Mike’s blogging has also launched the beginning of what is likely to be a successful career in legal journalism. In fact, Mike wrote the cover story for last week’s issue of the Christian Science Monitor.  He has also been blogging at some premier legal blogs. Below, Mike answers some of my questions about his reporting experiences, his impressions of the Court’s term, and his perspective on the Supreme Court in general.

1.  Could you talk briefly about how and why you came up with this idea of what might be called “legal journalism from the front lines?”

Because Concurring Opinions is more of an academic blog, I’ll start with F1@1F’s intellectual underpinnings.  As the Citizens United rehearing approached last September, I noticed that the Roberts Court’s dockets and decisions from OT06 through OT08 appeared to track the surrounding political climate.  Once so boldly conservative on all the hot buttons when operating under the cover of Republican-controlled Legislative and Executive branches, the Roberts Court–now operating alongside Democratic political branches–appeared to have shaped an exceedingly modest OT09 docket so to have enough political capital to spend on Citizens United without irreparably damaging the Court’s institutional legitimacy.

I wanted to test my hypothesis that the Roberts Court was not only sensitive, but also responsive, to its surrounding political climate. Of course, I could have done this by reading transcripts of oral argument and digging through the decisions once released.  But I lived four blocks from the Court and had already had a blast camping out for Citizens United / Sotomayor’s first day.  When I noticed I had no morning classes for the Spring Term on the Court’s argument days, I really decided to make this an in-the-flesh project.

But I wouldn’t have followed through so thoroughly had I not had vocational motivations as well.  I entered law school very interested in constitutional law, politics, and media.  After my first year, I interned for Nina Totenberg at NPR.  That was the summer of Heller and Boumediene.  I so enjoyed that experience that I took a semester off to work at ABC News’s Law & Justice Unit in New York, where I covered the legal aspects of the 2008 Presidential Election and the Wall Street meltdown.  Once back at school and on the job market, I thought there was no better way to make myself attractive to both legal and media employers than to build a body of work on the Supreme Court beat.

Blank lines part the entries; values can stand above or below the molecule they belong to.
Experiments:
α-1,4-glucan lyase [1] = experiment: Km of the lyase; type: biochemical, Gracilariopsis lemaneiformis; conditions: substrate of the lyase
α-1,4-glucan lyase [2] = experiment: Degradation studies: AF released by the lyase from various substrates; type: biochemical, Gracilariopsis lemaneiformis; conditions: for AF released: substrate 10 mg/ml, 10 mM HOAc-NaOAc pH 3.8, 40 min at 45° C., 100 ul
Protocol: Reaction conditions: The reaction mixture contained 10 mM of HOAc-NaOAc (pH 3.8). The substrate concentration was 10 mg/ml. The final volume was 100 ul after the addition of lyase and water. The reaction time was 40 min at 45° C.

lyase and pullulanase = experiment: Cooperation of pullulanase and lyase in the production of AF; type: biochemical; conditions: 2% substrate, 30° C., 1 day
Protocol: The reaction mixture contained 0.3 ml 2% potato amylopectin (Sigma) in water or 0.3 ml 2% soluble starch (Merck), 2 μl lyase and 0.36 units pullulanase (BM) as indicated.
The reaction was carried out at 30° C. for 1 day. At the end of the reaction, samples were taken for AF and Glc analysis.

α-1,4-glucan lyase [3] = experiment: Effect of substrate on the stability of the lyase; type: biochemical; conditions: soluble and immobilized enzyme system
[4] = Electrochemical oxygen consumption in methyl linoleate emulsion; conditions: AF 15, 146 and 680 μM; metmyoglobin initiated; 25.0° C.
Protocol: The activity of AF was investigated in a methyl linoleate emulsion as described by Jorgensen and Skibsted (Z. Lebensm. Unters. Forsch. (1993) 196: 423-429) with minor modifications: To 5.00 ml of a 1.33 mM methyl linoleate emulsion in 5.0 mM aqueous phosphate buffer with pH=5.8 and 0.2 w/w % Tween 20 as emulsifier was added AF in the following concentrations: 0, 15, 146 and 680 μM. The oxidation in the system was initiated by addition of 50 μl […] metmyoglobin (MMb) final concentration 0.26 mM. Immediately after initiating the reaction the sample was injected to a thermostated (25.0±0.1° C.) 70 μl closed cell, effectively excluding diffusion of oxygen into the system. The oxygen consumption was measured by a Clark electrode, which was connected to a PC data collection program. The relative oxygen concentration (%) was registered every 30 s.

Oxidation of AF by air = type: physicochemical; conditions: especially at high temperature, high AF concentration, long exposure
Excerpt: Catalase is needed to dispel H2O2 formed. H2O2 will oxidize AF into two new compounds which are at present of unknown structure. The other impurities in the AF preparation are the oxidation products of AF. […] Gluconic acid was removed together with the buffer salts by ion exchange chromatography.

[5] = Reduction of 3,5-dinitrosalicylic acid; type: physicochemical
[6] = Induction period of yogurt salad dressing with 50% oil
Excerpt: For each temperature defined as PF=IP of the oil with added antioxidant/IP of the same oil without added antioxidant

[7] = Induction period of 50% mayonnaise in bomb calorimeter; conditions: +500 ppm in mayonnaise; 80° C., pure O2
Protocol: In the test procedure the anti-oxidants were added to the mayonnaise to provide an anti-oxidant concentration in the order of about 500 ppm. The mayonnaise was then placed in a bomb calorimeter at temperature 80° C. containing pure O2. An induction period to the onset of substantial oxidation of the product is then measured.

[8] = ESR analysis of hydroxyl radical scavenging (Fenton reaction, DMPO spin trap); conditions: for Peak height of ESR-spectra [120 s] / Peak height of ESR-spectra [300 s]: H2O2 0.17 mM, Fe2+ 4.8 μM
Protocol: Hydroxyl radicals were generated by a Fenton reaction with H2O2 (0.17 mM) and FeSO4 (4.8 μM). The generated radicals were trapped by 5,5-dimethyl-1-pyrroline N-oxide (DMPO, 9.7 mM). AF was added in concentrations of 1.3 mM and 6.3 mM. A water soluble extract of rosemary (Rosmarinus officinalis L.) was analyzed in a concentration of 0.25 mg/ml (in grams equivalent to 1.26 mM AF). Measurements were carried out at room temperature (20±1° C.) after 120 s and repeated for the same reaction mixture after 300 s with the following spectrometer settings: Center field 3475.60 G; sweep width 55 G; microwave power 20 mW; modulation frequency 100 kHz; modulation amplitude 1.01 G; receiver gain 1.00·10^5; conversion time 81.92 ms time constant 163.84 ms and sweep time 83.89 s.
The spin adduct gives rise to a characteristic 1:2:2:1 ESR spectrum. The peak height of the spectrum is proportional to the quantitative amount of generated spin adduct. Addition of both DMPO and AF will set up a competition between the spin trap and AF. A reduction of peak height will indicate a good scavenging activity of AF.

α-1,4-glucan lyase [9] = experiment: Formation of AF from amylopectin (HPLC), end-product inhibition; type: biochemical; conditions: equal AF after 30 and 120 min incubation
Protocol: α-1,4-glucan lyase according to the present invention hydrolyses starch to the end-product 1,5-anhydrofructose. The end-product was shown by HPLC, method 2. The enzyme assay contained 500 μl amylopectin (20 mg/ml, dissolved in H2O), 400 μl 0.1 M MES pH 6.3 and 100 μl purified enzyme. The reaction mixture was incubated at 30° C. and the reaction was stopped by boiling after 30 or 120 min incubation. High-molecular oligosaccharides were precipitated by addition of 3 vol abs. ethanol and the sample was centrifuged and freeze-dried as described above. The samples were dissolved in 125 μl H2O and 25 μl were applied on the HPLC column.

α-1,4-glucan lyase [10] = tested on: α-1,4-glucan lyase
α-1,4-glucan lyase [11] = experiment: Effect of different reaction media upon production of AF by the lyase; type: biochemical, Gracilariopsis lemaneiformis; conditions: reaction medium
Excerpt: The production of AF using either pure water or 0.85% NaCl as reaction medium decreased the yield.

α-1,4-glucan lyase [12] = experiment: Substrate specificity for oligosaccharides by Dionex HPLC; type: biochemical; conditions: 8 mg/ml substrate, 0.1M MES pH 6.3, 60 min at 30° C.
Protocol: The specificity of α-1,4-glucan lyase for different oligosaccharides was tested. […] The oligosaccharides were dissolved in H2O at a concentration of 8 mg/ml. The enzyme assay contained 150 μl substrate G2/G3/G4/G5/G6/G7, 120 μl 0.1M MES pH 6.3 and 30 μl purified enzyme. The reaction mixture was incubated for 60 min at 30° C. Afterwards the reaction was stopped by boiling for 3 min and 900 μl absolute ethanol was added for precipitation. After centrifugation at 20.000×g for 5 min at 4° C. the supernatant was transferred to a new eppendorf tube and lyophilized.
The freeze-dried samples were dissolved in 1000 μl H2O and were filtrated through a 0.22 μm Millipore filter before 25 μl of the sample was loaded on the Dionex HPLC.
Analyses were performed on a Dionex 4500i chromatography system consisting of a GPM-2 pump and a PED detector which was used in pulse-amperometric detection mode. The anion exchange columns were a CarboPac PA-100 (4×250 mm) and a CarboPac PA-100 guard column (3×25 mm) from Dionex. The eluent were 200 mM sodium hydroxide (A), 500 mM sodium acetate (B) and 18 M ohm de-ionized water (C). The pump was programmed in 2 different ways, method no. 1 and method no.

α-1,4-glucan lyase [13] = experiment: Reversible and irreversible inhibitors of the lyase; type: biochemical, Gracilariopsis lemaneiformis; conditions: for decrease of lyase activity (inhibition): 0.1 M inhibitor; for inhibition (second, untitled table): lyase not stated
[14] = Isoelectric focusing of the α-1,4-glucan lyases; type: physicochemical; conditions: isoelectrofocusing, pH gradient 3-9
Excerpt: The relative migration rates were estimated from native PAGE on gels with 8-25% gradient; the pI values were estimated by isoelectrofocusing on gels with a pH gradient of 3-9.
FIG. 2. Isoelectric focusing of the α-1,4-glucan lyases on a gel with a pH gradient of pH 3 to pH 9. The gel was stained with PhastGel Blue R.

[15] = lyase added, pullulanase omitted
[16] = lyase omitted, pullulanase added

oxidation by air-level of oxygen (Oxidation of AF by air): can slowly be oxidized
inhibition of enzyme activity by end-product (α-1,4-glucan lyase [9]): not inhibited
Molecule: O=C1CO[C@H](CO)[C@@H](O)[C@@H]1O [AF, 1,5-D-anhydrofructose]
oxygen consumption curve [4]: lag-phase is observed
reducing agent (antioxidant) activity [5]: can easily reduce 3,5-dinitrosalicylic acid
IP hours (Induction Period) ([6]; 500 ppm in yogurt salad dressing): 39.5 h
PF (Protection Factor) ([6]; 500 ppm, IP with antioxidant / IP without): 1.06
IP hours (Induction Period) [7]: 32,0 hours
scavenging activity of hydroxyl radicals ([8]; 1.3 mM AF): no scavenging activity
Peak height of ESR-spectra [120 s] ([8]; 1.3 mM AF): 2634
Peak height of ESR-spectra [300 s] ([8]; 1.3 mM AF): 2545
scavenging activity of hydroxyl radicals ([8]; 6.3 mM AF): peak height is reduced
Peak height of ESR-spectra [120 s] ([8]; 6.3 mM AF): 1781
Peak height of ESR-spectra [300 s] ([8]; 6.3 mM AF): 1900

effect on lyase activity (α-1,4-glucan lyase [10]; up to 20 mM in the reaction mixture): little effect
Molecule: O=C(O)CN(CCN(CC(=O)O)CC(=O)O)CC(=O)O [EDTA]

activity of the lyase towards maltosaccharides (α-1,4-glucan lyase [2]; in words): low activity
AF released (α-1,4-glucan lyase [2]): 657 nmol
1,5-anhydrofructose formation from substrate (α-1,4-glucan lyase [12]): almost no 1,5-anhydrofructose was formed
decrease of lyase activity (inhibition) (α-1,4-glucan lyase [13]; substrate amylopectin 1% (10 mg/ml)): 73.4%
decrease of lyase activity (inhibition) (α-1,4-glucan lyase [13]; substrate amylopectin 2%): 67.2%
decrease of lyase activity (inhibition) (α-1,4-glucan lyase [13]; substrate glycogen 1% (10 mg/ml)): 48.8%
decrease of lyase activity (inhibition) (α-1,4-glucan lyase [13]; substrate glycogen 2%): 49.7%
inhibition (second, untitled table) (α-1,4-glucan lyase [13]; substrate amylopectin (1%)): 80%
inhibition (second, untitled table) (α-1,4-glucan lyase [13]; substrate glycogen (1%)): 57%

Nevertheless, just another person writing about the Court out in the ether wouldn’t have been too compelling.  But getting out in line at disturbingly early hours and telling the tales of those crazy enough to join me – now that’s something no one had ever done. Indeed, if the Court is responsive to the political climate, and if public opinion on any given case is the “weather” that shapes our broader climate, then I figured those who cared enough to get out in line on bitterly cold mornings well before the sun came up would make a very good representative sample for the people who shape public opinion.  By asking these folk, “why are you here?”, I would be committing interesting journalism while also informing my research about the Roberts Court.

2.   What unique insights have your experiences over the past term given you about the Supreme Court and the justices?

Chief Justice Roberts is a superb political strategist.  He’s steering a right-of-center Court through a left-of-center government and knows which storms his ship can handle and which it cannot.  I wrote prospectively about this back in December, Jeff Rosen of The New Republic wrote about it in February, and Adam Liptak of the New York Times wrote about it just the other day.